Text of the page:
False start for Olympic fast lane in Finchley Road
POLITICIANS and residents have urged the government to rethink plans for VIP lanes on Camden s roads for officials and athletes during the 2012 Olympics. Ministers have put forward a scheme which will allow participants in the Games to speed along specia
POLITICIANS and residents have urged the government to rethink plans for VIP lanes on Camden's roads for officials and athletes during the 2012 Olympics.
Ministers have put forward a scheme which will allow participants in the Games to speed along special sections of London's roads - with £5,000 fines for anyone else who ventures into them.
The affected roads in Camden will include Finchley Road, Avenue Road and Adelaide Road, sparking people in the area to claim it will cause traffic chaos.
The scheme will run for the 16 days of the Games, from July 27, and the 12 days of the Paralympics, which end on September 9 - and possibly the time in between.
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Camden Council deputy leader Cllr Andrew Marshall said: "The point of concern is really how long lanes are going to be blocked off to people and what impact that is going to have on traffic.
"During the two weeks of the Olympics itself I think people will be quite generous and forgiving but there is talk about having these lanes for three months, which seems pretty unnecessary.
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"There is already a high volume of traffic on roads like the Finchley Road and we anticipate construction work will still be under way on the new Swiss Cottage academy at that time.
"This just doesn't sound terribly sensible and I really hope we can get a sensible scheme instead."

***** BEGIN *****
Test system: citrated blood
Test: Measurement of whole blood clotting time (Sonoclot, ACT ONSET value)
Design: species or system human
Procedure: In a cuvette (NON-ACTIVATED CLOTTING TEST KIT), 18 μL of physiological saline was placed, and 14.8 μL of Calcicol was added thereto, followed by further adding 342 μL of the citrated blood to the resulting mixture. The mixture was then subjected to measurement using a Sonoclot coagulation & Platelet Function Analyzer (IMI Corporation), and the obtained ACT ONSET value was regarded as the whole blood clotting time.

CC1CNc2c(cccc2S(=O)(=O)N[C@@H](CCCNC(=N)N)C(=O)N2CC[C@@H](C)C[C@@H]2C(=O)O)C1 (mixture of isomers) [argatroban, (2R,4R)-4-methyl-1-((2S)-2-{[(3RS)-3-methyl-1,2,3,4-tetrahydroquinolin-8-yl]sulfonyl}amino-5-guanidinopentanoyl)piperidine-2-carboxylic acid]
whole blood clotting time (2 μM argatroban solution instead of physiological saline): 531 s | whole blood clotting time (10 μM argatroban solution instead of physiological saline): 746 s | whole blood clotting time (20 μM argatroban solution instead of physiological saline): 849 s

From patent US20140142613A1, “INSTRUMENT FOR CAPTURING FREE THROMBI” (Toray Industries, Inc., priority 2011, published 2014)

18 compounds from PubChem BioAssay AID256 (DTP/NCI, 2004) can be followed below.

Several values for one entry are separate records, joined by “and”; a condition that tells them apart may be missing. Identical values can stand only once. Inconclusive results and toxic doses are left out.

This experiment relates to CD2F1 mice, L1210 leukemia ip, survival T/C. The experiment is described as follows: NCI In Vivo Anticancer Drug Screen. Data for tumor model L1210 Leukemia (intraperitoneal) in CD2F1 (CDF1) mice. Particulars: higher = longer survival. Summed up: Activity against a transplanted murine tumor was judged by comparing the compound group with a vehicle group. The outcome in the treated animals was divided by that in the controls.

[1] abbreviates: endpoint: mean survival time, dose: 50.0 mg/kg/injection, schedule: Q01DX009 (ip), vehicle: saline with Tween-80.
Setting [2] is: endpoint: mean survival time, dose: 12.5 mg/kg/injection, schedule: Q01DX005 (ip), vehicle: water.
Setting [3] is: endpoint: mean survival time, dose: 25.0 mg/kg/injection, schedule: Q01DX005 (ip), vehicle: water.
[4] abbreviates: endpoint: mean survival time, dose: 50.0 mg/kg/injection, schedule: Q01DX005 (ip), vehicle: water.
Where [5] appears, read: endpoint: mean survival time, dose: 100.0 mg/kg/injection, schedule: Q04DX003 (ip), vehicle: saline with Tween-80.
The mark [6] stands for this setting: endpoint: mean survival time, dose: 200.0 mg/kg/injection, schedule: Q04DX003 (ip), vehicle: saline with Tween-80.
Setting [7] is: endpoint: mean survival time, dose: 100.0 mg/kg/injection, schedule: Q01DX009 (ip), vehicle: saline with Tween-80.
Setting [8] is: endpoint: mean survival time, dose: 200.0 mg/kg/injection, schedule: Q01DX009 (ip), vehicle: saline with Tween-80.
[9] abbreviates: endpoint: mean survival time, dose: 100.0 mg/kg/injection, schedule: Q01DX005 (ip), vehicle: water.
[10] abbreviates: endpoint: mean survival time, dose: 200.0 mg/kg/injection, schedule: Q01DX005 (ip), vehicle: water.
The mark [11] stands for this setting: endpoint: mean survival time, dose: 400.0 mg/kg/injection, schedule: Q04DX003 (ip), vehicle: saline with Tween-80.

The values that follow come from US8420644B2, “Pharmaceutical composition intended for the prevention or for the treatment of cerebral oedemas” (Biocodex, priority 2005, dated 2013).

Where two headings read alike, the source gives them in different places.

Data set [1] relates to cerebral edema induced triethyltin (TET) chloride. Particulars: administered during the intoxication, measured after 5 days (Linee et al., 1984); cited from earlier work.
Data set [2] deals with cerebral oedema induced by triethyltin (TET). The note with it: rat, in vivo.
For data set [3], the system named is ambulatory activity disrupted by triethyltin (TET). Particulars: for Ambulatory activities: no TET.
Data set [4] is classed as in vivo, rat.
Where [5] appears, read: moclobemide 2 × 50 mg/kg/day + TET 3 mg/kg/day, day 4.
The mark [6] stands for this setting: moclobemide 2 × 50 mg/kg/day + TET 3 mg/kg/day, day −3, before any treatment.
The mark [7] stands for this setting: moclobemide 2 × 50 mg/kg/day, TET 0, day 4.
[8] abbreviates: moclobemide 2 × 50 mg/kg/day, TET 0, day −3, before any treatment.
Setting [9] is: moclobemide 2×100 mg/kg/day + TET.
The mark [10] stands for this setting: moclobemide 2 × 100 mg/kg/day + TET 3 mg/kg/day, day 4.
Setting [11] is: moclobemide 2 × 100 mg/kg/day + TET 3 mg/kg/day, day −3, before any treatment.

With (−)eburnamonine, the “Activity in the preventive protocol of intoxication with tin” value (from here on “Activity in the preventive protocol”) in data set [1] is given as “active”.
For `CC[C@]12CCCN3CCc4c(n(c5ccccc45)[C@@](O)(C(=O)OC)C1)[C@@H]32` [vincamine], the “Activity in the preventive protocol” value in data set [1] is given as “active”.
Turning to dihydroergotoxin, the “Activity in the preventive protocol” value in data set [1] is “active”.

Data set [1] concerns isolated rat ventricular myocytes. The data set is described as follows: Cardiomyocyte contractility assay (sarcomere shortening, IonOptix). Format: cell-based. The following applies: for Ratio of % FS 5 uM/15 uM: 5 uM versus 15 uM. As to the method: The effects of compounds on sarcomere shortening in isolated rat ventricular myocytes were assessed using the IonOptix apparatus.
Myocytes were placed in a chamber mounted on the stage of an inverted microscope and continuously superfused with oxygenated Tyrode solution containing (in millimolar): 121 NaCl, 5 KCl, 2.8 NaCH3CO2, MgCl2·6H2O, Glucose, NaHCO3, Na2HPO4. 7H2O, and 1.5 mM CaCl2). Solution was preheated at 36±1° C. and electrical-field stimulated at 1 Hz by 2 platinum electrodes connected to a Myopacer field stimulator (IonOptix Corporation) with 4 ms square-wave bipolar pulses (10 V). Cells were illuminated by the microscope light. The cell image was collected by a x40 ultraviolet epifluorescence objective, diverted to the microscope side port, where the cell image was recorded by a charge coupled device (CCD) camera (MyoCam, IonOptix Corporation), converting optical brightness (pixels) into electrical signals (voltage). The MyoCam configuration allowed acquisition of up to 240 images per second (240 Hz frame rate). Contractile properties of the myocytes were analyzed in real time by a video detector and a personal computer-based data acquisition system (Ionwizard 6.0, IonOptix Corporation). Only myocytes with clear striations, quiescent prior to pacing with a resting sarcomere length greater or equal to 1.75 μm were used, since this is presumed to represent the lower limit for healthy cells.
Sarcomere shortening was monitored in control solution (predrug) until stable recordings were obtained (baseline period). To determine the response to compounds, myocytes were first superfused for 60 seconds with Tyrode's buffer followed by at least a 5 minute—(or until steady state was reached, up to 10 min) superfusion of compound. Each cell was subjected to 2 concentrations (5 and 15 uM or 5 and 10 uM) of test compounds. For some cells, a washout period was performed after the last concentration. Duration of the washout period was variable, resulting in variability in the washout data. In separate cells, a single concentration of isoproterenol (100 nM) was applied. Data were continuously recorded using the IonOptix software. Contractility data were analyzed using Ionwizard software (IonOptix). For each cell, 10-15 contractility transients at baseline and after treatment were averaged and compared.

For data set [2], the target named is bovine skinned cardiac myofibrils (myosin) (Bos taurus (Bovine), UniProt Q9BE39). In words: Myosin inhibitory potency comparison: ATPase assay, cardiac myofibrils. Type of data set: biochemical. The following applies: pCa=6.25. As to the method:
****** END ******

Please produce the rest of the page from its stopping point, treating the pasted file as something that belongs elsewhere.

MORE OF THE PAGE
The scheme, including the list of roads affected, was released last Thursday. Residents and local bodies now have just 14 weeks to make their representations.
London Mayor Boris Johnson is backing the scheme but Conservative Assembly Member for Barnet and Camden Brian Coleman has called on his boss to have a re-think.
"It is a complete outrage that my constituents and other Londoners will have their lives made a misery on choked roads because large sections of the road network are cordoned-off to allow Olympic plutocrats to waft around," Mr Coleman said.
"These are a complete affront to Londoners and we should have said no to the very idea of them when they were first suggested to us, and kept on saying no until they got the message."
Finchley Road resident Farida Lalani, 61, agreed, saying: "I'm not happy at all about this. I drive a car and it would restrict us. My freedom to move would be affected."
Other roads in the area likely to be affected include Prince Albert Road, the A41 at the junction of Hendon Way and the North Circular, Euston Road and several of its side streets.
The lanes are likely to operate from the early hours to midnight and be monitored by CCTV. Olympic organisers say the scheme will improve the roads affected, as they will be revamped for the Games.
Mr Johnson said: "The network will only apply temporarily to a limited number of roads, in certain parts of London. And alongside it will sit a hugely improved public transport network.
"This will mean that everyone can share in the carnival atmosphere and travel around London quickly and efficiently by public transport."
Transport minister Jim Fitzpatrick said the new network would be "vital for transporting the Games family and keeping our country moving during the Games."
The cons ultation will run from December 11 to March 19. To take part, go to www.dft.gov.uk/